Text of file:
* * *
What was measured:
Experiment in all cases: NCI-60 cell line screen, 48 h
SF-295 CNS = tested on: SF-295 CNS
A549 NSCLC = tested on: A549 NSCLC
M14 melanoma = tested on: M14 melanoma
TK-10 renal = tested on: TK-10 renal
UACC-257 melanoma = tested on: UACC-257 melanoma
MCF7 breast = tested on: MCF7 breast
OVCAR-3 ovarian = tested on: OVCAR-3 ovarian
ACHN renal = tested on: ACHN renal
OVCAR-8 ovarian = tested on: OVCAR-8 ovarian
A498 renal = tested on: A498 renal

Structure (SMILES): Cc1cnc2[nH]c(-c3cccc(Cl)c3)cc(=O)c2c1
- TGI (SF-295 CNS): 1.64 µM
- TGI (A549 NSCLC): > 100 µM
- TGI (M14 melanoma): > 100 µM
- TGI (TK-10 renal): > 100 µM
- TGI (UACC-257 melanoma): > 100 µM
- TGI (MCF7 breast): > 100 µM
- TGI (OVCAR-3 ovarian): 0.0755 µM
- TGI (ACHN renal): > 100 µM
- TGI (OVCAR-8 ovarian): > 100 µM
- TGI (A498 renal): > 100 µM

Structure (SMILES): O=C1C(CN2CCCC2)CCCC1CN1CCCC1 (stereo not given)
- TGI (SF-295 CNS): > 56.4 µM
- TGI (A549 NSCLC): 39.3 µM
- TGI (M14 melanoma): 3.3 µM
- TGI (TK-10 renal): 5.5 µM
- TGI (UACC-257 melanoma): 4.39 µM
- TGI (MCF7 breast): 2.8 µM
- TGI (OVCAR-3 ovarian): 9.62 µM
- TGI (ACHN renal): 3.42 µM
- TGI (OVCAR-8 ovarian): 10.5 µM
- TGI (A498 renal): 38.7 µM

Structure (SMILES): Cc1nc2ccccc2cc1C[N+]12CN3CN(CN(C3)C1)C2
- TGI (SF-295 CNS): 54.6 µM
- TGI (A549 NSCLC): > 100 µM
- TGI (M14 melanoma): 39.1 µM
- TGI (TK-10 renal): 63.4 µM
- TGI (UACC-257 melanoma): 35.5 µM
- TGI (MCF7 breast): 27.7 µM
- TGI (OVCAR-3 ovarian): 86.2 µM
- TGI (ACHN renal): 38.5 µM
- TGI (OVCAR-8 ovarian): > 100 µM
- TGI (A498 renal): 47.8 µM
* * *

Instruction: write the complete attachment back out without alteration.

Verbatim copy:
What was measured:
Experiment in all cases: NCI-60 cell line screen, 48 h
SF-295 CNS = tested on: SF-295 CNS
A549 NSCLC = tested on: A549 NSCLC
M14 melanoma = tested on: M14 melanoma
TK-10 renal = tested on: TK-10 renal
UACC-257 melanoma = tested on: UACC-257 melanoma
MCF7 breast = tested on: MCF7 breast
OVCAR-3 ovarian = tested on: OVCAR-3 ovarian
ACHN renal = tested on: ACHN renal
OVCAR-8 ovarian = tested on: OVCAR-8 ovarian
A498 renal = tested on: A498 renal

Structure (SMILES): Cc1cnc2[nH]c(-c3cccc(Cl)c3)cc(=O)c2c1
- TGI (SF-295 CNS): 1.64 µM
- TGI (A549 NSCLC): > 100 µM
- TGI (M14 melanoma): > 100 µM
- TGI (TK-10 renal): > 100 µM
- TGI (UACC-257 melanoma): > 100 µM
- TGI (MCF7 breast): > 100 µM
- TGI (OVCAR-3 ovarian): 0.0755 µM
- TGI (ACHN renal): > 100 µM
- TGI (OVCAR-8 ovarian): > 100 µM
- TGI (A498 renal): > 100 µM

Structure (SMILES): O=C1C(CN2CCCC2)CCCC1CN1CCCC1 (stereo not given)
- TGI (SF-295 CNS): > 56.4 µM
- TGI (A549 NSCLC): 39.3 µM
- TGI (M14 melanoma): 3.3 µM
- TGI (TK-10 renal): 5.5 µM
- TGI (UACC-257 melanoma): 4.39 µM
- TGI (MCF7 breast): 2.8 µM
- TGI (OVCAR-3 ovarian): 9.62 µM
- TGI (ACHN renal): 3.42 µM
- TGI (OVCAR-8 ovarian): 10.5 µM
- TGI (A498 renal): 38.7 µM

Structure (SMILES): Cc1nc2ccccc2cc1C[N+]12CN3CN(CN(C3)C1)C2
- TGI (SF-295 CNS): 54.6 µM
- TGI (A549 NSCLC): > 100 µM
- TGI (M14 melanoma): 39.1 µM
- TGI (TK-10 renal): 63.4 µM
- TGI (UACC-257 melanoma): 35.5 µM
- TGI (MCF7 breast): 27.7 µM
- TGI (OVCAR-3 ovarian): 86.2 µM
- TGI (ACHN renal): 38.5 µM
- TGI (OVCAR-8 ovarian): > 100 µM
- TGI (A498 renal): 47.8 µM